Data_Sheet_1_Water Purifying Capacity of Natural Riverine Wetlands in Relation to Their Ecological Quality.pdf (478.42 kB)
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Data_Sheet_1_Water Purifying Capacity of Natural Riverine Wetlands in Relation to Their Ecological Quality.pdf

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posted on 2020-04-22, 04:41 authored by Adey Sileshi, Aymere Awoke, Abebe Beyene, Iris Stiers, Ludwig Triest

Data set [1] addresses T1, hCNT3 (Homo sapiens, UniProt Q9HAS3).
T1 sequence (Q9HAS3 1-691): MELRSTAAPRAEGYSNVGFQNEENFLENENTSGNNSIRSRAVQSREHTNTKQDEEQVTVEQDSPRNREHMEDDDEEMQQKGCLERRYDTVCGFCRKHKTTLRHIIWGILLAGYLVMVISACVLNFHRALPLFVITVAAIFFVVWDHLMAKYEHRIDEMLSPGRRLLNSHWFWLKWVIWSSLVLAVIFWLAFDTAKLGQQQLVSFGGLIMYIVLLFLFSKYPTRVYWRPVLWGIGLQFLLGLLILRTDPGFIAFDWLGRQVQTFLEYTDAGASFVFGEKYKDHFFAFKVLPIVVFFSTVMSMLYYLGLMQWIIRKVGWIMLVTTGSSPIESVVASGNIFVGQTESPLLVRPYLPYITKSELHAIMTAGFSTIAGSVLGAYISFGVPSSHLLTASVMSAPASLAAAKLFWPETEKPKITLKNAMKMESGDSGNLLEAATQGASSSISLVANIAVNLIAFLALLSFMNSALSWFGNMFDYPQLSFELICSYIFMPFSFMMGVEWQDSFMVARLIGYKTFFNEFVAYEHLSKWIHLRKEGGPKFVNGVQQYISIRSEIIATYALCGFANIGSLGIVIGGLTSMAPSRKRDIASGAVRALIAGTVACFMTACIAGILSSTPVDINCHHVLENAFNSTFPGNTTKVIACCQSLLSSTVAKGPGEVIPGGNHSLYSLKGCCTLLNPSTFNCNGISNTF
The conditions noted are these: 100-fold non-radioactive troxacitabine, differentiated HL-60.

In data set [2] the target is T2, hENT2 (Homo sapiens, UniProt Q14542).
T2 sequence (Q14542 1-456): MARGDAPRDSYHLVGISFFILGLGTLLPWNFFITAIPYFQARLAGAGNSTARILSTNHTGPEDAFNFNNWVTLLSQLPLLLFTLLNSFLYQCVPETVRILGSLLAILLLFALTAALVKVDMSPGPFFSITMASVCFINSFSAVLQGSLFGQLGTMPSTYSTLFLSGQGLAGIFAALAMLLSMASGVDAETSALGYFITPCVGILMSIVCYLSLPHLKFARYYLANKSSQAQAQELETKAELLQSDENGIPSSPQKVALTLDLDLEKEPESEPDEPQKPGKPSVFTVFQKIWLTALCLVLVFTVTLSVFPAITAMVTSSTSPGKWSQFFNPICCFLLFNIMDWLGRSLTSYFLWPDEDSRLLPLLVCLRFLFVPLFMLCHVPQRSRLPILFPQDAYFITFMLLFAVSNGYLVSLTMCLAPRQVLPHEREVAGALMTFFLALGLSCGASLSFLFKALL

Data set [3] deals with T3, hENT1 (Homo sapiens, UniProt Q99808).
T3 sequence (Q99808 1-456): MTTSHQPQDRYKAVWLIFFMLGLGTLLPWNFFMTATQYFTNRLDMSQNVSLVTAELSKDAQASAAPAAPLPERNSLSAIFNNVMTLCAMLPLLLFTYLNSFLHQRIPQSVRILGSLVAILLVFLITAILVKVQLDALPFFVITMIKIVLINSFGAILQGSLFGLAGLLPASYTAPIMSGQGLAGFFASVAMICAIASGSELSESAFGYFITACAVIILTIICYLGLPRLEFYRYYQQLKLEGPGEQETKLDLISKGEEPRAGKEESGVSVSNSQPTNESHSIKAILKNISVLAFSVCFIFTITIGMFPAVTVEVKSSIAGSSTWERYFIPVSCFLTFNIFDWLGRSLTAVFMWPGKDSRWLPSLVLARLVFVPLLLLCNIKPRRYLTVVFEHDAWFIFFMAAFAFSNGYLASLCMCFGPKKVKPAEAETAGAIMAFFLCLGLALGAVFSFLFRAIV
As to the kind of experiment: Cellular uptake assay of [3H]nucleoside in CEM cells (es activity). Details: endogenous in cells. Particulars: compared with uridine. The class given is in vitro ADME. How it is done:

Wetlands are among the crucial nature based solutions for river water purification. The ecological quality of these multi-purposed ecosystems could be disrupted due to overloading of nutrients and other pollutants. We investigated the water purifying efficiency and ecological quality of three natural riverine wetlands located in urban area in southern Ethiopia. Of the three wetlands, Boye wetland is located in a densely populated area with intensive human activity, and the other two, Fisho and Kitto located in a relatively less populated area of Jimma town. We sampled water, macroinvertebrates, and diatoms, to compare sites before joining the wetland, within the wetland and after passing through the wetland. Considering both seasons, up to 74% TP, 73% DIN, and 77% BOD reduction was recorded. The lower concentration of nutrients, and BOD in sites after joining the wetland showed the presence of pollution attenuation. Macroinvertebrate and diatom based bio-indices depicted higher biodiversity and lower relative abundance of tolerant taxa in sites after joining the wetland, which implied the potential of studied wetlands to reduce pollutants and sustain biodiversity. The incoming streams of Boye showed bad water quality and heavily degraded ecological status (Ethbios score 8–10). Most of the sites associated with Boye wetland depicted a major ecological disturbance (Ethbios score < 44). The incoming streams of Fisho revealed moderate (Ethbios score = 58) and poor (Ethbios score = 20) water quality. Most of Fisho sites had a moderate water quality with significant ecological disturbance. Sites associated with Kitto wetland, had a slight ecological disturbance (Ethbios score of 93 and 72) and some with significant ecological disturbance (Ethbios index score between 45 and 59). The wetland fed by heavily polluted streams showed the most degraded ecological quality compared to the other two that are fed by less polluted streams. An RDA model visualized pollution gradient among sites. Generally, this study confirmed the potential of natural wetlands to mitigate nutrients and organic pollutants and sustain biodiversity. However, when the incoming water is heavily degraded, the retention of pollutants seriously affect the wetland’s ecological quality.